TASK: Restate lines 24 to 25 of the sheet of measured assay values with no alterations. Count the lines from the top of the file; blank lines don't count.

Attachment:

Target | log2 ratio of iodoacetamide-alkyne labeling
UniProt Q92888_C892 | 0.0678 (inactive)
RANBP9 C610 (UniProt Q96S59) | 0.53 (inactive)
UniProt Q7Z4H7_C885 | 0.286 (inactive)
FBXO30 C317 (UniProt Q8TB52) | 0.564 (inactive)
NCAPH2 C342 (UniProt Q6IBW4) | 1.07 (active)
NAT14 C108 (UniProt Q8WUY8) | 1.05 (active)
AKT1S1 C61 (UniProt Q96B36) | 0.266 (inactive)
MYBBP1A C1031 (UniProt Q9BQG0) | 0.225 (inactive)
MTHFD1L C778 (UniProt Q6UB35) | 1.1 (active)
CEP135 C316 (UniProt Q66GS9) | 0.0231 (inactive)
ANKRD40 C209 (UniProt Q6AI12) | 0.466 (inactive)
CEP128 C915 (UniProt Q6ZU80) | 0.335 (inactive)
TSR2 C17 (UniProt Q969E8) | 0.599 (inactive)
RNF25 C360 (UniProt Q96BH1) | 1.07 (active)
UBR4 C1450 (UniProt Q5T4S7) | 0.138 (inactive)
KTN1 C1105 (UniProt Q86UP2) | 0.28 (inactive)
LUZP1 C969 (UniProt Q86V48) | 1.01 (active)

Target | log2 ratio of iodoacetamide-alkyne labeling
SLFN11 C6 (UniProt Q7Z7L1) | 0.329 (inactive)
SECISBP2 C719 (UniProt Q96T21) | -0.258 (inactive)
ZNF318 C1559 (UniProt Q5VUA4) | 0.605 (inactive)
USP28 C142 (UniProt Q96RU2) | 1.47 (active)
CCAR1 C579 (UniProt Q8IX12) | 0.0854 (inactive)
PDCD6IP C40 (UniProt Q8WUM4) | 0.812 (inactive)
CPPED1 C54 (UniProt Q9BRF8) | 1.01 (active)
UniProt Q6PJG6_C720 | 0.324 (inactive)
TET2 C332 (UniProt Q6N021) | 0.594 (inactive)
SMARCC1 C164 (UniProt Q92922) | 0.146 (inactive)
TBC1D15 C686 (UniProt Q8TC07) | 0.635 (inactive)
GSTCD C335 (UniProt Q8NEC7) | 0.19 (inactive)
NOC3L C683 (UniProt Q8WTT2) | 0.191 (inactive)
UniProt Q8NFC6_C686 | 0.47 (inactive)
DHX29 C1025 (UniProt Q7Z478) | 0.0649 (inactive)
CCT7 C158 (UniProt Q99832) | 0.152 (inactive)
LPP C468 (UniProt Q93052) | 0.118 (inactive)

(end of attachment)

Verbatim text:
CCAR1 C579 (UniProt Q8IX12) | 0.0854 (inactive)
PDCD6IP C40 (UniProt Q8WUM4) | 0.812 (inactive)